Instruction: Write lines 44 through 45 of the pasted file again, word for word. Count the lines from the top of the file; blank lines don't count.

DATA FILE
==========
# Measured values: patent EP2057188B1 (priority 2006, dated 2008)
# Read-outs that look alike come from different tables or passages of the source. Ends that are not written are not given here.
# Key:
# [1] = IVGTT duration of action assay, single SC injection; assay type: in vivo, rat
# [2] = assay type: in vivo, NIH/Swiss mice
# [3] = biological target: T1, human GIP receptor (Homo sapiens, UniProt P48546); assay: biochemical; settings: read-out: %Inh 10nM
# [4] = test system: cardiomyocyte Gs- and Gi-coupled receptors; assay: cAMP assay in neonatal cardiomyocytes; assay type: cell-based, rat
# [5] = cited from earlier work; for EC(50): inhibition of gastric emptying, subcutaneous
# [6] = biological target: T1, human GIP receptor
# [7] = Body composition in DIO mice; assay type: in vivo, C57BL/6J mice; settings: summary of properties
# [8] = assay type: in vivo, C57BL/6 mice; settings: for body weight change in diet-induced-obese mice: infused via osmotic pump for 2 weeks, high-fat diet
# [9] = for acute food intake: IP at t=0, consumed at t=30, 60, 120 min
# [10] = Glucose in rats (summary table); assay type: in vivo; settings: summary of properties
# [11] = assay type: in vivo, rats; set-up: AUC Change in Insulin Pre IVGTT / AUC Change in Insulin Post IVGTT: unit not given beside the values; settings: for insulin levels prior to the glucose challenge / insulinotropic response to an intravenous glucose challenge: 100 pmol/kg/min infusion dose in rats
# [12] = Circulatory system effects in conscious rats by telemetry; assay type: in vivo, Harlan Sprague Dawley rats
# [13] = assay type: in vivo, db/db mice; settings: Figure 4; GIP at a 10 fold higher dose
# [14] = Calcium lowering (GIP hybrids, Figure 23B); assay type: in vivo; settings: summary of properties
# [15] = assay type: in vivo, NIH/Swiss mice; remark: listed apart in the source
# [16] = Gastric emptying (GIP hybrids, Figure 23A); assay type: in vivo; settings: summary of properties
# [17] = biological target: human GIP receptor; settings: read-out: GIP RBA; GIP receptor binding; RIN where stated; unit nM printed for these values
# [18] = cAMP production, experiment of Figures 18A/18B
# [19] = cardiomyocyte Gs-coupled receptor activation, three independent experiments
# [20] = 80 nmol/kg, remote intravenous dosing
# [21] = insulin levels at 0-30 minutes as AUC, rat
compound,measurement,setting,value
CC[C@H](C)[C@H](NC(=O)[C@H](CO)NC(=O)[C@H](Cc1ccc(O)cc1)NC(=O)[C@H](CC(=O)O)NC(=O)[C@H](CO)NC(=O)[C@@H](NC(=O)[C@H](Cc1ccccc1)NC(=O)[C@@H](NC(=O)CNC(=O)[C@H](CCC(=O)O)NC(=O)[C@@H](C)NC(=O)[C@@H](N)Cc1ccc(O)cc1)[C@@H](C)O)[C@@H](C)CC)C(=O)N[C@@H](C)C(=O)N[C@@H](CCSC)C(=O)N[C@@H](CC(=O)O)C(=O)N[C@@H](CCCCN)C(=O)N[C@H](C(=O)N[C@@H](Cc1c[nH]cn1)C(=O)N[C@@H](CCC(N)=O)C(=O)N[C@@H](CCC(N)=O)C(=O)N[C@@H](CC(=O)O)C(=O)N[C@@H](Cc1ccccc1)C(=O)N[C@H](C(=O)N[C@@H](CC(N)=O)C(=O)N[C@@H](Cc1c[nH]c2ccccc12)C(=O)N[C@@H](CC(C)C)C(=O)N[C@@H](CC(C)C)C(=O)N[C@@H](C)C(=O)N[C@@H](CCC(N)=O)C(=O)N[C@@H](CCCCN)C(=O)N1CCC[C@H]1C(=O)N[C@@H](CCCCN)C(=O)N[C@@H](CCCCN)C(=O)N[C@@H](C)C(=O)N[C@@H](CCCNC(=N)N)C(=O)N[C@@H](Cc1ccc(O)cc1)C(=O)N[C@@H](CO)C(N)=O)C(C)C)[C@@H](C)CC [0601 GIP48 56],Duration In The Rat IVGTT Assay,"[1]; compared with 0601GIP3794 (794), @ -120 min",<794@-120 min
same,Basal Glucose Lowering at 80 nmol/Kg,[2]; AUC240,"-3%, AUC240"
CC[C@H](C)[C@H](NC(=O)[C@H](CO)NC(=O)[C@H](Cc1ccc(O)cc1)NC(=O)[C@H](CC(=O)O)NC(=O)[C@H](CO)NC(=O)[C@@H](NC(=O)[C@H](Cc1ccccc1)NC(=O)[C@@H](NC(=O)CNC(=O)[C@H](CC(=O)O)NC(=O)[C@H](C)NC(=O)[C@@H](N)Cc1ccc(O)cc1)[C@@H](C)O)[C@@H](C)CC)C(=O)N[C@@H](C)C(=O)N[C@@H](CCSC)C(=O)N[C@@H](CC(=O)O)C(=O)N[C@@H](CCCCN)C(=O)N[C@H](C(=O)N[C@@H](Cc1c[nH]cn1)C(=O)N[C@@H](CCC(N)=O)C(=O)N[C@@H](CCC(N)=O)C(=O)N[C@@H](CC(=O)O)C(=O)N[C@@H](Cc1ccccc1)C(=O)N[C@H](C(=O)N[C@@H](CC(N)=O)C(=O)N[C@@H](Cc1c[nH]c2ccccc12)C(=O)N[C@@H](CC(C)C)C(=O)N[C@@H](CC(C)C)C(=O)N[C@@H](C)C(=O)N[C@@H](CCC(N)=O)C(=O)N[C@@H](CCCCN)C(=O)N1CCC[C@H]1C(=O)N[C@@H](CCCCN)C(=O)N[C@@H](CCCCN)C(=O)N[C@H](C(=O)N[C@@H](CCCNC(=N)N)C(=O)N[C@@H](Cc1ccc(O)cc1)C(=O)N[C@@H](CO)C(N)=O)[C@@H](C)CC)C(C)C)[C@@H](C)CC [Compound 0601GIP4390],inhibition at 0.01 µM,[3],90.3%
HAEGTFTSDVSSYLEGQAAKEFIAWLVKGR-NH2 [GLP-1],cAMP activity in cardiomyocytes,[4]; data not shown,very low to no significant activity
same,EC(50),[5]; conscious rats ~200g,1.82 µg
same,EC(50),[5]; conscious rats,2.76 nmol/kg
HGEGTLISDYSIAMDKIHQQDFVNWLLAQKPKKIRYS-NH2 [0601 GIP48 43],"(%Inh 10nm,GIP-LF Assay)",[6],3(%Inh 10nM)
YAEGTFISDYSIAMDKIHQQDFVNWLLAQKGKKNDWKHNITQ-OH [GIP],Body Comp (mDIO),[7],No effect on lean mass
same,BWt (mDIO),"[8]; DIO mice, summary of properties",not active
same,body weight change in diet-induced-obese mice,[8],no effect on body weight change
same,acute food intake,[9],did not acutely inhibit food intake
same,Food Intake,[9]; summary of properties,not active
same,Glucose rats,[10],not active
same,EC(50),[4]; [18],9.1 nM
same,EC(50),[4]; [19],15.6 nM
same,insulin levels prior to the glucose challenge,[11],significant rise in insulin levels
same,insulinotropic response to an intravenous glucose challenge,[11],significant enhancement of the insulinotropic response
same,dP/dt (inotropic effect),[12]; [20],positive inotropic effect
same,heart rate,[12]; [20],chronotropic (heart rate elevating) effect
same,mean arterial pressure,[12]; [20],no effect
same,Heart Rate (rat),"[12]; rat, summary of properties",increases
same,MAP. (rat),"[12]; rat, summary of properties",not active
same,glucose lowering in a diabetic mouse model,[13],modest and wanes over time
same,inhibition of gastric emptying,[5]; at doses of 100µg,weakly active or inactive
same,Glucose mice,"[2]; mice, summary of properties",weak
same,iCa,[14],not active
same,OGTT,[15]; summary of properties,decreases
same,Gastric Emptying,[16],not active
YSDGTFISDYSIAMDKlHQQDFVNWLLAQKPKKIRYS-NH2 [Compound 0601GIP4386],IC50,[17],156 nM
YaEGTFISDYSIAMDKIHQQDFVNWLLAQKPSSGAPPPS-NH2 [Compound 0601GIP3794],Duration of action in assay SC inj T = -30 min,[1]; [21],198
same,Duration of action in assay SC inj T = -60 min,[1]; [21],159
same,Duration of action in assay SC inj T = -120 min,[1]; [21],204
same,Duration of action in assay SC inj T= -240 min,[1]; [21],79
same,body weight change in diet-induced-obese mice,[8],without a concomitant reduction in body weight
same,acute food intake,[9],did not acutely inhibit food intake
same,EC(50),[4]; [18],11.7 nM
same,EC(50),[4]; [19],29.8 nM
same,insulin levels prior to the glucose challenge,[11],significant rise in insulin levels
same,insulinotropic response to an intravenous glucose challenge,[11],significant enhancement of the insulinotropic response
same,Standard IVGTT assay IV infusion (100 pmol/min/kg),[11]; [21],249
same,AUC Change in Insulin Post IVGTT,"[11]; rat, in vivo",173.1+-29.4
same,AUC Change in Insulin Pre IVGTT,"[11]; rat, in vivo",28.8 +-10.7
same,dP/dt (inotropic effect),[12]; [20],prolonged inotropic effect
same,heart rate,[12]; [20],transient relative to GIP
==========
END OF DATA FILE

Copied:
same,heart rate,[12]; [20],chronotropic (heart rate elevating) effect
same,mean arterial pressure,[12]; [20],no effect